We’ll give you three guesses as to whether it will actually hit 60.
Our long-term 1987 Suzuki Samurai — one of the newest additions to the TFLcar fleet — isn’t exactly a speed machine. But you already knew that. Whereas most SUVs of the period made progress by way of a large V6 engine or even a V8, Suzuki’s little off-roader packs a naturally-aspirated four-cylinder engine, and a tiny one at that. Just a 1.3-liter displacement is all there is to shuffle the small (but light) Samurai down the road.
It may not have a lot of might, but it is light. Tipping the scales at just over 2,000 pounds, the Suzuki doesn’t have much in the way of features to weigh it down. It does have four-wheel drive with low-range. But there are no locking differentials, no airbags, no power windows and no power steering. It’s as basic as you like, but that is what endears it to enthusiasts as a light, capable off-road car.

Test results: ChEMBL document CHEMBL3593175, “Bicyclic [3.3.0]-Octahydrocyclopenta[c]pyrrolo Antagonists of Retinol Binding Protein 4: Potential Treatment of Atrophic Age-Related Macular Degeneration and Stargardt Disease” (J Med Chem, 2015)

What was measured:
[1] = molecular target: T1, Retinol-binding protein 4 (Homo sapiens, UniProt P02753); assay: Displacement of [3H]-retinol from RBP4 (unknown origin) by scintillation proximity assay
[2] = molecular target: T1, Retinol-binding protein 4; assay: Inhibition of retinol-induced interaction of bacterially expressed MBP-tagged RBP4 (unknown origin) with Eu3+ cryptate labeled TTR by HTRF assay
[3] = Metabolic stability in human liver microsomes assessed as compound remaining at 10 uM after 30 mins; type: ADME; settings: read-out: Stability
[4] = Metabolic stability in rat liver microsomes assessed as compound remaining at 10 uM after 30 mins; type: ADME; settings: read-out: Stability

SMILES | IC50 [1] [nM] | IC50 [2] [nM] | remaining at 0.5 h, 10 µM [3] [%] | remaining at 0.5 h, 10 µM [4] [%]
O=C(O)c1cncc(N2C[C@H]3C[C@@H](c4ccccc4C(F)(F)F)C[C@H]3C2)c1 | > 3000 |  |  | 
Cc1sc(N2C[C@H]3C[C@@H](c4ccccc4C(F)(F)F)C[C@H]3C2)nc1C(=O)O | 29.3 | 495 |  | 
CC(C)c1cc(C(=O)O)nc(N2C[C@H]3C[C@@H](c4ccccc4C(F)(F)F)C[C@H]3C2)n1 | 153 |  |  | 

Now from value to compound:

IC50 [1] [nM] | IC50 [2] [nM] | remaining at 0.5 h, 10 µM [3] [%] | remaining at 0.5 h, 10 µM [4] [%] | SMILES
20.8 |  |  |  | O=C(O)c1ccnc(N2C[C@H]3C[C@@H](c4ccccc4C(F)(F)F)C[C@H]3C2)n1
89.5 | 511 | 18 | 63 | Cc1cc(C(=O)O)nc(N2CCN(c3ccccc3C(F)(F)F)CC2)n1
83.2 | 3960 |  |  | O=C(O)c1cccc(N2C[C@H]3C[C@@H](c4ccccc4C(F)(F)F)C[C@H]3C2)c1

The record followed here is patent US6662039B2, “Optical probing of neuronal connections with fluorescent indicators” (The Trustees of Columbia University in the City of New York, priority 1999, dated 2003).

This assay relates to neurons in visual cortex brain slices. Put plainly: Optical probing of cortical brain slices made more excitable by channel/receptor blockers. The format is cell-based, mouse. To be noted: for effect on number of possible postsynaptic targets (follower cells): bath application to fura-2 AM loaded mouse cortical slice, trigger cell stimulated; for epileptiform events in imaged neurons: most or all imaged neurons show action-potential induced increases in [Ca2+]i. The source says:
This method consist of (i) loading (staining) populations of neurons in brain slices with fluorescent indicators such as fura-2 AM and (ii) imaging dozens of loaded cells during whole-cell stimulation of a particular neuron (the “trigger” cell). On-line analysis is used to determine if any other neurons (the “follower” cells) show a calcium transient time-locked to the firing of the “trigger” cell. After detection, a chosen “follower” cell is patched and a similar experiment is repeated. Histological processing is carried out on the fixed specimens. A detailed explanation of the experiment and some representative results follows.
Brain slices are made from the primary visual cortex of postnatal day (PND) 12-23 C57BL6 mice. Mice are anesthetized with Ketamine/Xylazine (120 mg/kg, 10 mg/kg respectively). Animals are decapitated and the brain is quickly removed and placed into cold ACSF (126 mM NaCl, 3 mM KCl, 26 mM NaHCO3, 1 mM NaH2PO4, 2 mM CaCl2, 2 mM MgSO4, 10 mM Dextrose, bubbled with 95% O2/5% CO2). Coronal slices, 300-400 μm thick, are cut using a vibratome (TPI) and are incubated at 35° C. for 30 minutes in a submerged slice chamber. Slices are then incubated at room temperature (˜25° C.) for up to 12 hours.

A hint of what’s to come
When it was new, the 1987 Suzuki Samurai produced 63 horsepower in the North American market. So what happens when we take two stout guys — Nathan and Mike in this case — and go for a quick spin in the Samurai? Along the way, they conduct a noise test, evaluate the ride, and do a 0-60 run outside our headquarters in Boulder, Colorado?
Wait, a 0-60 run in a tiny off-roader with a tiny engine? We were wondering (all right, not really wondering…we already knew) whether the Suzuki would actually hit 60 mph with two presenters and a camera man on board. Again, the Suzuki Samurai is a light car and it does have a snappy five-speed manual transmission. However, it had just 63 horsepower when it was new, and that was 32 years ago.
Now, when you factor in age and altitude, it’s likely the Suzuki manages much less power than even that figure. Check out the video to see how it handles a quick sprint onto the highway. It’s only a taster for a much larger challenge to come for the Suzuki Samurai, so stay tuned to TFLcar.com for more updates!